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Membre: littlepiece

Col·leccionsweeded - books previously owned (105), Books that I own (947), Isaac's books (4), La teva biblioteca (974), Per llegir (62), Llegit, però no el tinc (1), Preferits (21), Totes les col·leccions (1,052)

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Etiqueteschildren's (550), adult (392), illustrated (373), fiction (312), age:elementary (267), age:ya (197), age:preschool (171), format:ppb (169), nonfiction (141), format:hc (137) — mostra totes les etiquetes

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My library is about evenly split between children's books and adult. Just as grown-ups have varying interests and attentions spans, so do children. The "children's" tag applies to a broad spectrum encompassing everything from infant cloth books to things I first read and loved in grade six. Age specifiers have been added for baby, toddler, preschool, and late elementary, with the latter delineated by a wobbly line around grade three. Children's books without an additional age tag are either books great for that early elementary gap in between or books I haven't gotten around to yet. A lot of books labeled "preschool" remain appropriate for this label-less age group.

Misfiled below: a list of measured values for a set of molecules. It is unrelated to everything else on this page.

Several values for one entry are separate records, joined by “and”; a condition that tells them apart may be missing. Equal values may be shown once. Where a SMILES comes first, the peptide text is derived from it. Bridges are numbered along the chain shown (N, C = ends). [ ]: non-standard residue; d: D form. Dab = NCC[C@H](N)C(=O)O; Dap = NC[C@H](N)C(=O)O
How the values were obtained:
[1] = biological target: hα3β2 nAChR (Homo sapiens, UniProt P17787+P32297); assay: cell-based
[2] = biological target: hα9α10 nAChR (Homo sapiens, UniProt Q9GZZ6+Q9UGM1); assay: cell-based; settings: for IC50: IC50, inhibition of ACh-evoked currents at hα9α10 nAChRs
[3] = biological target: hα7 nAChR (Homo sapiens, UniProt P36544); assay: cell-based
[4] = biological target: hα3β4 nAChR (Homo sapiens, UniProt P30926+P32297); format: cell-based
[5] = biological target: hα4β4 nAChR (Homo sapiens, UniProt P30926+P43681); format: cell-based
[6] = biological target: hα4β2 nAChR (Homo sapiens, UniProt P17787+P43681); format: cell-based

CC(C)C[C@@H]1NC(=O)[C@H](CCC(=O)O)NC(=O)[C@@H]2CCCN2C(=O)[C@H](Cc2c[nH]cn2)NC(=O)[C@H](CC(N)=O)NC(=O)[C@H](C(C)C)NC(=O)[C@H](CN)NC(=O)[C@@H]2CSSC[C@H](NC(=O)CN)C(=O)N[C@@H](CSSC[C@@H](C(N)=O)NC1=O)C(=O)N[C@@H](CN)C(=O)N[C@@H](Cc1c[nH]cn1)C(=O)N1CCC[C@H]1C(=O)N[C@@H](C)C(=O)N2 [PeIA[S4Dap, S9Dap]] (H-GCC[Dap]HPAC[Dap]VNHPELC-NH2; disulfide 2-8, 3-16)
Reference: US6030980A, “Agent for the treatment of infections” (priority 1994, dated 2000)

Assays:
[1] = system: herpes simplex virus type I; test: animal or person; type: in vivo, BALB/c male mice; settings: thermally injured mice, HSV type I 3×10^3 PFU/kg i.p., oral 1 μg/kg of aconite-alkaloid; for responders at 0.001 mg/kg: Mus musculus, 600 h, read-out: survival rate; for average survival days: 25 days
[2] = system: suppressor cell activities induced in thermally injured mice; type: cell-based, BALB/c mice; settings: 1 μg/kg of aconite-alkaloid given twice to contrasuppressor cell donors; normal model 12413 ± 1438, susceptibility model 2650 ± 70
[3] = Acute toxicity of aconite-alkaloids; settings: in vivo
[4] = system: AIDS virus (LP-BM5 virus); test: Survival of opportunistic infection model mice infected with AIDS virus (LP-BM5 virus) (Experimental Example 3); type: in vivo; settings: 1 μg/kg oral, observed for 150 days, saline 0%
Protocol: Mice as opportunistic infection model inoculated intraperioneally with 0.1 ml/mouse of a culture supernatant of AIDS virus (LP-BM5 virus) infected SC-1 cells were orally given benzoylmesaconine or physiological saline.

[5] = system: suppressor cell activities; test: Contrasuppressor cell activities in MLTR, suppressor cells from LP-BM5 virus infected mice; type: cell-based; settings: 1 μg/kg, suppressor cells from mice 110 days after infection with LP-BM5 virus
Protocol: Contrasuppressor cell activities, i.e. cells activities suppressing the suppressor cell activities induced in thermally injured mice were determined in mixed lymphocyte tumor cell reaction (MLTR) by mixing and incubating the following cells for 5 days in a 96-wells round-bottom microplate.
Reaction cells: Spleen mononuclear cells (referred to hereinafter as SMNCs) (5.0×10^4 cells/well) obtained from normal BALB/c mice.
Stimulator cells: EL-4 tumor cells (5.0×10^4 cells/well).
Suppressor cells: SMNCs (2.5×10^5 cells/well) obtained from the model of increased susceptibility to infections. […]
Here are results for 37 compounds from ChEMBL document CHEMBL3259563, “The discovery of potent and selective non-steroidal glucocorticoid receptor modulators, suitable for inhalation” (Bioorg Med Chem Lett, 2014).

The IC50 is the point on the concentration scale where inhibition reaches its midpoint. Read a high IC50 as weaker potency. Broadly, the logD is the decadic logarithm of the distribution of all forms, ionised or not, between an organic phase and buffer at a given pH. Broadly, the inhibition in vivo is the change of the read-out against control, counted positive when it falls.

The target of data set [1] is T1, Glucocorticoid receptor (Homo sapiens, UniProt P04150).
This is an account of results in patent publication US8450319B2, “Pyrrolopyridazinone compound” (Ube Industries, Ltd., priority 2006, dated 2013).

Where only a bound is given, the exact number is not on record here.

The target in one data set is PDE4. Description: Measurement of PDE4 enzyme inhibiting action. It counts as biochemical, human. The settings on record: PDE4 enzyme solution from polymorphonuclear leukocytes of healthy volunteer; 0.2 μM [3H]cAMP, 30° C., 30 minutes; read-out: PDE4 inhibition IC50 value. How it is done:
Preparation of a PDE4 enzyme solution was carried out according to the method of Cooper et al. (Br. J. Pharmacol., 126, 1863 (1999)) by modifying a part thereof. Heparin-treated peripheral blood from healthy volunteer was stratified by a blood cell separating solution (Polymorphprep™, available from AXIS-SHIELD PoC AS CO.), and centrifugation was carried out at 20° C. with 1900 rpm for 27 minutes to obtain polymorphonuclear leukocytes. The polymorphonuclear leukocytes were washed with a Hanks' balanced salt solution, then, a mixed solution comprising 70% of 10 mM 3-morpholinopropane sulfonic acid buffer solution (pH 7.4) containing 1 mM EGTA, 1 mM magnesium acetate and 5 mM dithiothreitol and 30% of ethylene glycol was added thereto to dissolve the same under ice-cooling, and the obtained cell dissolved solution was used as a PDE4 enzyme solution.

The basic fuzzy rule for describing something as "late elementary" is the attention span test. In my experience, have younger children been able to enjoy a particular picture book, or has it been too long for them? If it makes seven-year-olds wriggle in boredom, the picture book gets classed as late elementary. Most child- or teen-centered chapter books not dealing with "mature themes" go there by default, though some of them would make for great chapter-by-chapter bedtime reading at younger ages.

Eventually, late elementary morphs into YA (young adult), which in turn runs into adult territory in all sorts of confusing ways. A lot of YA books dealing with teenage protagonists are on thematic par with adult literature, and are only relegated to the adolescent bookshelves by virtue of the lead character's age. More occupy distinct territory between children's literature and adult. Grownup though I am, I love these books.

And then there's the adult section. A hefty portion of these texts were required for school, and have been denoted as such with the (lac) tag. The rest can be just about anything. Biographies, poetry, mythology, murder mysteries, educator resources, child development guides, science fiction and fantasy, abnormal psychology, cookbooks and "literature" all occupy more than a few inches of bookshelf space. I love books. I only wish I had more time to read them.

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